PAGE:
Cruise lines return to China amid high expectations for domestic sector
Published: May 12, 2023 12:55 AM
The sailing ceremony of a cruise ship “China Merchants Aden” is held in Shanghai on March 26, 2023, as the city again becomes a regular location for home port cruises. The ship, China’s first high-end cruise vessel with independent operation, heads for Shenzhen, leading guests to explore the natural scenery of the country’s coastal cities. Photo: VCG

The sailing ceremony of a cruise ship “China Merchants Aden” is held in Shanghai on March 26, 2023, as the city again becomes a regular location for home port cruises. The ship, China’s first high-end cruise vessel with independent operation, heads for Shenzhen, leading guests to explore the natural scenery of the country’s coastal cities. Photo: VCG

A cruise liner traveling along China’s coast departed from a port in Shanghai in mid-April, marking an end to a suspension of more than 1,000 days for cruise tourism in China.

Royal Caribbean Cruises revealed that it will restart international cruise services in China from the first half of 2024 in its earnings call on May 4. It is the first international cruise line to announce its return to the Chinese market.

In April, CM-Viking announced that it will launch a 15-day round-trip route to Japan with Shenzhen or Shanghai as its home port, becoming the first domestic cruise company to announce the resumption of international routes departing from a home port in the Chinese mainland.

From June, tourists are expected to be able to take cruises for international travel from Shanghai's two major cruise ports, Shanghai’s transport department said recently.
In late-April, Shanghai conducted comprehensive emergency drills to prepare for the upcoming resumption of international cruise services.

The return of cruise travel in China shows the recovery of the cultural and travel market, as well as rising demand and consumption power among more affluent tourists, Huang Tao, a public relations analyst, told the Global Times on Wednesday.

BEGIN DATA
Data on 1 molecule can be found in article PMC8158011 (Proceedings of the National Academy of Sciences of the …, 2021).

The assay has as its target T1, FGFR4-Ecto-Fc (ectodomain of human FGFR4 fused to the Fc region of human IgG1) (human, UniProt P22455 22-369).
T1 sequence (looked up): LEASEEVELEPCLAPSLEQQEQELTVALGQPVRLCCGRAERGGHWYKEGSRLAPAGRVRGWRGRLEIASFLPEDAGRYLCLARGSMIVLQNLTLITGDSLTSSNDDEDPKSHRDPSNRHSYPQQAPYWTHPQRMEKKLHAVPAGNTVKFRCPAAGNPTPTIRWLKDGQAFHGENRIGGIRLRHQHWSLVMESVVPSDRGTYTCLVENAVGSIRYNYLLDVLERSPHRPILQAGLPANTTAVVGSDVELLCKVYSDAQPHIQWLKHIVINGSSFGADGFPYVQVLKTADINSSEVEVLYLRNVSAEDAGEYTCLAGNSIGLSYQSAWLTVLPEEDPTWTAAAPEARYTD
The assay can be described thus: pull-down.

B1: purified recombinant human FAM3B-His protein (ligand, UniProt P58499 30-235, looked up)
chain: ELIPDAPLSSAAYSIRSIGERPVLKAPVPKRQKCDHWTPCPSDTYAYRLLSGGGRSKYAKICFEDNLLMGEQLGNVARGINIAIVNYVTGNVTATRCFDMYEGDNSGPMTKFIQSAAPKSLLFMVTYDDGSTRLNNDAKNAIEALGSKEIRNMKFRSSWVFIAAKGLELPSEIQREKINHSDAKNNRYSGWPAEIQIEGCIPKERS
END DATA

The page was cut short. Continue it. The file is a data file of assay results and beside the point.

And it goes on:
“Cruise travel can play a positive role in promoting consumption, cultural exchange, and social and economic development,” said Huang.

China is recognized as the world's most promising origin and destination market for international cruise tourism, industry insiders revealed.

As China's middle class grows, so does the potential of the cruise travel market, Zhang Xuefeng, an independent financial commentator, told the Global Times on Tuesday.
By 2035, China's cruise market will see 14 million passenger trips a year, according to guidelines released in 2018 by the Ministry of Transport for promoting the cruise economy.

According to a report by the China Cruise & Yacht Industry Association (CCYIA) in September 2022, cruise ships are expected to contribute nearly 550 billion yuan ($79.3 billion) to China's overall economy by 2035, of which 15 percent will come from new shipbuilding and ship maintenance.

In 2019, international cruise ships contributed 35.8 billion yuan to China's overall economy.

According to industry insiders, from 2006 to 2019, the international cruise industry successively deployed 23 cruise ships in China, with an average annual marketing investment of up to 3.6 billion yuan in the Chinese market.

China's cruise market, which accounts for nearly 50 percent of the Asian cruise market and ranks eighth globally, has maintained a growth rate of 45 percent in the past five years, according to the Study on Traffic in the Guangdong-Hong Kong-Macao Greater Bay Area (2023) released in March.

Cruise products include hotels, ships, transportation, entertainment and other composite products, which are capital-intensive, talent-intensive and technology-intensive industries with particularly high requirements in all aspects, read the study.

Cruise tourism is an important aspect of China's tourism consumption transformation and upgrading. It offers a one-stop service integrating food, accommodation, transport, tourism, shopping and entertainment and is an important way to meet people's desire for a better life, an industry insider surnamed Xu from a leading shipping company, told the Global Times on the condition of anonymity.

Cruise tourism has been included in China’s guidelines on expanding domestic demand, released in December 2022, with long-term goals extending to 2035.